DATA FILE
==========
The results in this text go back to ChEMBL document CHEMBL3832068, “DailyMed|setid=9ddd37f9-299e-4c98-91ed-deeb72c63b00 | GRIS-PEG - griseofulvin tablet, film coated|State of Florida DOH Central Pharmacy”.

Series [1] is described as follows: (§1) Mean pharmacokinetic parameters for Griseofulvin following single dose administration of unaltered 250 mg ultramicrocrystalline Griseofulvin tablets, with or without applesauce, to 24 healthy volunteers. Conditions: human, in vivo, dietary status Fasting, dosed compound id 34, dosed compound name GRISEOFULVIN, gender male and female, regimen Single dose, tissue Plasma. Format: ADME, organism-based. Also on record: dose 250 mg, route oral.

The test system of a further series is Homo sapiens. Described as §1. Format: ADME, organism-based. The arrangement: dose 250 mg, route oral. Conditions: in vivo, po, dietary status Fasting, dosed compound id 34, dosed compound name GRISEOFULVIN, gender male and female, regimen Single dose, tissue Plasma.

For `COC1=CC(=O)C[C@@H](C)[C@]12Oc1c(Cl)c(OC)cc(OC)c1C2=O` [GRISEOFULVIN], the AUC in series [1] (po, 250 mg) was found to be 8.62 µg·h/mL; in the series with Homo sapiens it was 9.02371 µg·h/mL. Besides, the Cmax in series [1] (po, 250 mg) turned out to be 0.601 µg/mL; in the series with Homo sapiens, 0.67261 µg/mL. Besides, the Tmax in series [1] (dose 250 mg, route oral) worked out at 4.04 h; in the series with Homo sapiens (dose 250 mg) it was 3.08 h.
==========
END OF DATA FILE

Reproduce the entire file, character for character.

The results in this text go back to ChEMBL document CHEMBL3832068, “DailyMed|setid=9ddd37f9-299e-4c98-91ed-deeb72c63b00 | GRIS-PEG - griseofulvin tablet, film coated|State of Florida DOH Central Pharmacy”.

Series [1] is described as follows: (§1) Mean pharmacokinetic parameters for Griseofulvin following single dose administration of unaltered 250 mg ultramicrocrystalline Griseofulvin tablets, with or without applesauce, to 24 healthy volunteers. Conditions: human, in vivo, dietary status Fasting, dosed compound id 34, dosed compound name GRISEOFULVIN, gender male and female, regimen Single dose, tissue Plasma. Format: ADME, organism-based. Also on record: dose 250 mg, route oral.

The test system of a further series is Homo sapiens. Described as §1. Format: ADME, organism-based. The arrangement: dose 250 mg, route oral. Conditions: in vivo, po, dietary status Fasting, dosed compound id 34, dosed compound name GRISEOFULVIN, gender male and female, regimen Single dose, tissue Plasma.

For `COC1=CC(=O)C[C@@H](C)[C@]12Oc1c(Cl)c(OC)cc(OC)c1C2=O` [GRISEOFULVIN], the AUC in series [1] (po, 250 mg) was found to be 8.62 µg·h/mL; in the series with Homo sapiens it was 9.02371 µg·h/mL. Besides, the Cmax in series [1] (po, 250 mg) turned out to be 0.601 µg/mL; in the series with Homo sapiens, 0.67261 µg/mL. Besides, the Tmax in series [1] (dose 250 mg, route oral) worked out at 4.04 h; in the series with Homo sapiens (dose 250 mg) it was 3.08 h.